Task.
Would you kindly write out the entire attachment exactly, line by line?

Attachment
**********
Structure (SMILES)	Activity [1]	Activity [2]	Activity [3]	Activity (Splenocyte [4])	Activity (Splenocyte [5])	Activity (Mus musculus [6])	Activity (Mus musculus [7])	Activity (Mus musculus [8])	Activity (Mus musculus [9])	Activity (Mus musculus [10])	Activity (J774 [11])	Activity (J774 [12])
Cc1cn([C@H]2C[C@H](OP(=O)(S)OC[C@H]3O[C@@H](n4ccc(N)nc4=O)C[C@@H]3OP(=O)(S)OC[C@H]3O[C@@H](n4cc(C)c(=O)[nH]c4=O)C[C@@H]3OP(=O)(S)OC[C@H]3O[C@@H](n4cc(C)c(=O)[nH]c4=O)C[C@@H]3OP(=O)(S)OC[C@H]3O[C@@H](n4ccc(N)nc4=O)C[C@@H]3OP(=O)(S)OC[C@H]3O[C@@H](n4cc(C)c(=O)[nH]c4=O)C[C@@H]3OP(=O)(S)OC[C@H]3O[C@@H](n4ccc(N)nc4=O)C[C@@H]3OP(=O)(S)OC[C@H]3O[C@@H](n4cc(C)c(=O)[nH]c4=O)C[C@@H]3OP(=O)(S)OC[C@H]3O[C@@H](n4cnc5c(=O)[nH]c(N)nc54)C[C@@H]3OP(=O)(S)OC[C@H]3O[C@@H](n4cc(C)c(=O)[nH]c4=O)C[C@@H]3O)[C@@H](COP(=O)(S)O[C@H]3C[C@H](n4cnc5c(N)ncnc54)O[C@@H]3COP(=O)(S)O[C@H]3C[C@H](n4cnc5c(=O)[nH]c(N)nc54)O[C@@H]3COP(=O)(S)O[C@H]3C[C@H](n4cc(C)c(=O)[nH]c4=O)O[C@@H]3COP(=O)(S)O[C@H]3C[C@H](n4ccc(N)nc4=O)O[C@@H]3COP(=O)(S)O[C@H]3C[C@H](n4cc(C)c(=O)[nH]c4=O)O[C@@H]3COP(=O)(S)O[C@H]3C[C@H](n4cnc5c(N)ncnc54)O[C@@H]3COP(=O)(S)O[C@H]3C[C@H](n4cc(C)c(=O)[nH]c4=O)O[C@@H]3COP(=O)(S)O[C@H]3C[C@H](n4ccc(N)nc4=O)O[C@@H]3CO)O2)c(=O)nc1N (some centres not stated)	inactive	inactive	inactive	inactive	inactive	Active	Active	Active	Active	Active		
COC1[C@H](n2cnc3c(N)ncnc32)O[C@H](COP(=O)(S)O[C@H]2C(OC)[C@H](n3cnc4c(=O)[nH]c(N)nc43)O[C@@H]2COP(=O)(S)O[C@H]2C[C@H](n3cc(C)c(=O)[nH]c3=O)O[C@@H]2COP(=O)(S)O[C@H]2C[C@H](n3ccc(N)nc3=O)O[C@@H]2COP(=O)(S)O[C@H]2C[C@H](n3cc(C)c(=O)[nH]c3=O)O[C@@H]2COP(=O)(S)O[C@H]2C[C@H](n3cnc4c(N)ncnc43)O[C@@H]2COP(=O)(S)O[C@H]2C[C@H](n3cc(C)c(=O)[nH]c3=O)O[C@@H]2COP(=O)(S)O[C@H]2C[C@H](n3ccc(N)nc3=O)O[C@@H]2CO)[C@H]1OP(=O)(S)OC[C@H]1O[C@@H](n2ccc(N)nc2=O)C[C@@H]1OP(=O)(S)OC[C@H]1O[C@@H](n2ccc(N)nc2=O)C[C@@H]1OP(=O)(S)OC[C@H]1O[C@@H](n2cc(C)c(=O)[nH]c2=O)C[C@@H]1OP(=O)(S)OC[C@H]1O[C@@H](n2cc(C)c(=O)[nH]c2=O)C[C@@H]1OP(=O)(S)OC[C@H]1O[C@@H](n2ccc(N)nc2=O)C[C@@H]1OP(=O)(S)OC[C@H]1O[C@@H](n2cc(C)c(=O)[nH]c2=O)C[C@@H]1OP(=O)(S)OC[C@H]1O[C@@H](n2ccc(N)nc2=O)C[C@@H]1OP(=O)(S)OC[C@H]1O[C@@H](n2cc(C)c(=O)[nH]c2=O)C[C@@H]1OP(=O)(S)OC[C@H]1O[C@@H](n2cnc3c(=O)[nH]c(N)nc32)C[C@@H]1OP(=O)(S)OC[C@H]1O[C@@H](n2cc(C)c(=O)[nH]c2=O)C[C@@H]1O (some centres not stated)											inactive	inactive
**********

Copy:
Structure (SMILES)	Activity [1]	Activity [2]	Activity [3]	Activity (Splenocyte [4])	Activity (Splenocyte [5])	Activity (Mus musculus [6])	Activity (Mus musculus [7])	Activity (Mus musculus [8])	Activity (Mus musculus [9])	Activity (Mus musculus [10])	Activity (J774 [11])	Activity (J774 [12])
Cc1cn([C@H]2C[C@H](OP(=O)(S)OC[C@H]3O[C@@H](n4ccc(N)nc4=O)C[C@@H]3OP(=O)(S)OC[C@H]3O[C@@H](n4cc(C)c(=O)[nH]c4=O)C[C@@H]3OP(=O)(S)OC[C@H]3O[C@@H](n4cc(C)c(=O)[nH]c4=O)C[C@@H]3OP(=O)(S)OC[C@H]3O[C@@H](n4ccc(N)nc4=O)C[C@@H]3OP(=O)(S)OC[C@H]3O[C@@H](n4cc(C)c(=O)[nH]c4=O)C[C@@H]3OP(=O)(S)OC[C@H]3O[C@@H](n4ccc(N)nc4=O)C[C@@H]3OP(=O)(S)OC[C@H]3O[C@@H](n4cc(C)c(=O)[nH]c4=O)C[C@@H]3OP(=O)(S)OC[C@H]3O[C@@H](n4cnc5c(=O)[nH]c(N)nc54)C[C@@H]3OP(=O)(S)OC[C@H]3O[C@@H](n4cc(C)c(=O)[nH]c4=O)C[C@@H]3O)[C@@H](COP(=O)(S)O[C@H]3C[C@H](n4cnc5c(N)ncnc54)O[C@@H]3COP(=O)(S)O[C@H]3C[C@H](n4cnc5c(=O)[nH]c(N)nc54)O[C@@H]3COP(=O)(S)O[C@H]3C[C@H](n4cc(C)c(=O)[nH]c4=O)O[C@@H]3COP(=O)(S)O[C@H]3C[C@H](n4ccc(N)nc4=O)O[C@@H]3COP(=O)(S)O[C@H]3C[C@H](n4cc(C)c(=O)[nH]c4=O)O[C@@H]3COP(=O)(S)O[C@H]3C[C@H](n4cnc5c(N)ncnc54)O[C@@H]3COP(=O)(S)O[C@H]3C[C@H](n4cc(C)c(=O)[nH]c4=O)O[C@@H]3COP(=O)(S)O[C@H]3C[C@H](n4ccc(N)nc4=O)O[C@@H]3CO)O2)c(=O)nc1N (some centres not stated)	inactive	inactive	inactive	inactive	inactive	Active	Active	Active	Active	Active		
COC1[C@H](n2cnc3c(N)ncnc32)O[C@H](COP(=O)(S)O[C@H]2C(OC)[C@H](n3cnc4c(=O)[nH]c(N)nc43)O[C@@H]2COP(=O)(S)O[C@H]2C[C@H](n3cc(C)c(=O)[nH]c3=O)O[C@@H]2COP(=O)(S)O[C@H]2C[C@H](n3ccc(N)nc3=O)O[C@@H]2COP(=O)(S)O[C@H]2C[C@H](n3cc(C)c(=O)[nH]c3=O)O[C@@H]2COP(=O)(S)O[C@H]2C[C@H](n3cnc4c(N)ncnc43)O[C@@H]2COP(=O)(S)O[C@H]2C[C@H](n3cc(C)c(=O)[nH]c3=O)O[C@@H]2COP(=O)(S)O[C@H]2C[C@H](n3ccc(N)nc3=O)O[C@@H]2CO)[C@H]1OP(=O)(S)OC[C@H]1O[C@@H](n2ccc(N)nc2=O)C[C@@H]1OP(=O)(S)OC[C@H]1O[C@@H](n2ccc(N)nc2=O)C[C@@H]1OP(=O)(S)OC[C@H]1O[C@@H](n2cc(C)c(=O)[nH]c2=O)C[C@@H]1OP(=O)(S)OC[C@H]1O[C@@H](n2cc(C)c(=O)[nH]c2=O)C[C@@H]1OP(=O)(S)OC[C@H]1O[C@@H](n2ccc(N)nc2=O)C[C@@H]1OP(=O)(S)OC[C@H]1O[C@@H](n2cc(C)c(=O)[nH]c2=O)C[C@@H]1OP(=O)(S)OC[C@H]1O[C@@H](n2ccc(N)nc2=O)C[C@@H]1OP(=O)(S)OC[C@H]1O[C@@H](n2cc(C)c(=O)[nH]c2=O)C[C@@H]1OP(=O)(S)OC[C@H]1O[C@@H](n2cnc3c(=O)[nH]c(N)nc32)C[C@@H]1OP(=O)(S)OC[C@H]1O[C@@H](n2cc(C)c(=O)[nH]c2=O)C[C@@H]1O (some centres not stated)											inactive	inactive